#GreenHamOnt: Cootes to Escarpment EcoPark System is a management wonder.

Image by Peter Macdonald | flickr.com

Image by Peter Macdonald | flickr.com

With over 3,400 acres of parkland, 137 kilometres of hiking trails, and more than 120 waterfalls, Hamilton has a diverse and unique natural environment.  Hamilton is becoming increasingly known for its fascinating environmental features; however, it wasn't long ago that the city was considered the ‘industrial armpit of Canada’. The Cootes to Escarpment EcoPark System hopes to link the city’s greenspaces together.

Red Mulberry (Morus rubra) is an endangered tree in Ontario. Its habitat is being choked, the seedlings are eaten away by small animals, and the species itself is being replaced. The only place in Ontario where we now have any Red Mulberry trees left is owned by the Royal Botanical Garden in Burlington, just outside of Hamilton. Fortunately, this area is now designated for conservation. In 2013, the area came under a larger system called Cootes to Escarpment EcoPark System. This large system has many a feather in its cap. The EcoPark System currently spans 1900 hectares, including several important areas like the Niagara Escarpment, a World Biosphere Reserve recognised by the UNESCO. Parts of the Escarpment include south-facing areas, and this creates unique ecosystems where southern plant species exist in their northern limits, and some northern plant species exist in their southern limits. The EcoPark System includes 50 endangered at-risk species, and nearly 1600 documented species. All of this immense biodiversity lies within a region with a major harbour, extensive industrialized areas, and some of the most densely populated areas of Canada. But the ecosystems are probably not the only complex component of the EcoPark System. The management is where it gets more interesting.

Conservation is hard enough when there is one area, and one manager. How does conservation work when there are nine agencies each with different mandates, 1,900 hectares spread across multiple towns and cities, with the highest level of biodiversity in the country, including a long list of ecosystems (from forests and wetlands to caves, cliffs, talus slopes, streams, savannah, open shoreline, and tallgrass prairie). The Cootes to Escarpment EcoPark System is an entity with nine partner agency: Bruce Trail Conservancy, City of Burlington, Conservation Halton, Halton Region, City of Hamilton, Hamilton Conservation Authority, Hamilton Naturalists’ Club, McMaster University, Royal Botanical Gardens. They are also supported by Hamilton Harbour Remedial Action Plan Office. The EcoPark System is so complex, the agencies had to divide it into six ‘Heritage Lands’ before making Management Plans for each sector separately. Each sector includes lands owned by multiple agencies, and the plans range from biking trails and conservation areas to creating infrastructure. Surely it would be a challenge to get nine agencies to agree on any specifics? Deborah Herbert, Coordinator, Cootes to Escarpment EcoPark System does not agree. She rather finds this arrangement to an opportunity, where every final decision is backed by nine formal partner agencies. In fact, the speed with which things have moved for the EcoPark System is telling. The idea for the EcoPark System was informally floated in 2006, and in 2007 the members procured funding support for two years to develop a vision, conduct the background research, and engage the public and stakeholders. By early 2010, the partner agencies were already on board, with funding secured for another cycle. On June 20, 2013, the Cootes to Escarpment EcoPark System officially came into being.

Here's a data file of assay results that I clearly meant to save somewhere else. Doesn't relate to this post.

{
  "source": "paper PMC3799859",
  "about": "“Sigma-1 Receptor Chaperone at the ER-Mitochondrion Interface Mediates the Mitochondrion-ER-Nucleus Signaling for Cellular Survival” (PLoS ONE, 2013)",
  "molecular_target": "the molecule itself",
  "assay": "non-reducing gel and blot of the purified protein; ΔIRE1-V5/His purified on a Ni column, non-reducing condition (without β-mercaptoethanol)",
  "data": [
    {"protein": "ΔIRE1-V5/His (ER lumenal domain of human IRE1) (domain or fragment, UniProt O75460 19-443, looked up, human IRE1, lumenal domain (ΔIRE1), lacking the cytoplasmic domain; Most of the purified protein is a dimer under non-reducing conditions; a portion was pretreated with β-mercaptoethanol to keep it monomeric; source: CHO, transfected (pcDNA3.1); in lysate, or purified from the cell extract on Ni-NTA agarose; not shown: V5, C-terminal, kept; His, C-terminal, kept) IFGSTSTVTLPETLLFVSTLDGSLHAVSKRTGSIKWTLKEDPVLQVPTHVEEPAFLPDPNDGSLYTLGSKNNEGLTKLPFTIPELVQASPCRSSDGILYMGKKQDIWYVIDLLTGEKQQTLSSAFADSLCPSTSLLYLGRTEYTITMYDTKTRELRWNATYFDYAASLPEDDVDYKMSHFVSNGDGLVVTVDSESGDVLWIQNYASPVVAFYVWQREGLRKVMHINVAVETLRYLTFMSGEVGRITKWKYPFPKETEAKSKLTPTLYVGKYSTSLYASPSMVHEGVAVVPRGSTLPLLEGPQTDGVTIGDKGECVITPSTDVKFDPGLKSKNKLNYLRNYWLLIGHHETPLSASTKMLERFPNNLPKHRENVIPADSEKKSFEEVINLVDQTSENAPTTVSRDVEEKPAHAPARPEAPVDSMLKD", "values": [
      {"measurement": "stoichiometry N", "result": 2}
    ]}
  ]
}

The challenges for the Park will only increase with time. According to the Ontario Population Projections Update of the Ministry of Finance, the population of Hamilton alone is expected to rise from 540 thousand in 2011, to 580 thousand in 2021, and 627 thousand in 2031. As the population grows, so will urbanization and industrialization. Conservationists generally claim that the hardest part of conservation is to find support among the local populations. Not surprisingly, the 2013-2015 Work Plan for the EcoPark System focuses on engaging with people, building a sense of pride and ownership in the Park System, encouraging voluntary commitments, and raising funds.  In fact, families are a large focus for the EcoPark System. The EcoPark System already has 32 acres given to it by families, and it is working towards getting more private owners to commit to conservation. It is this complex management and public face of the EcoPark System that makes it greater than the sum of its parts, unlike no other in the region.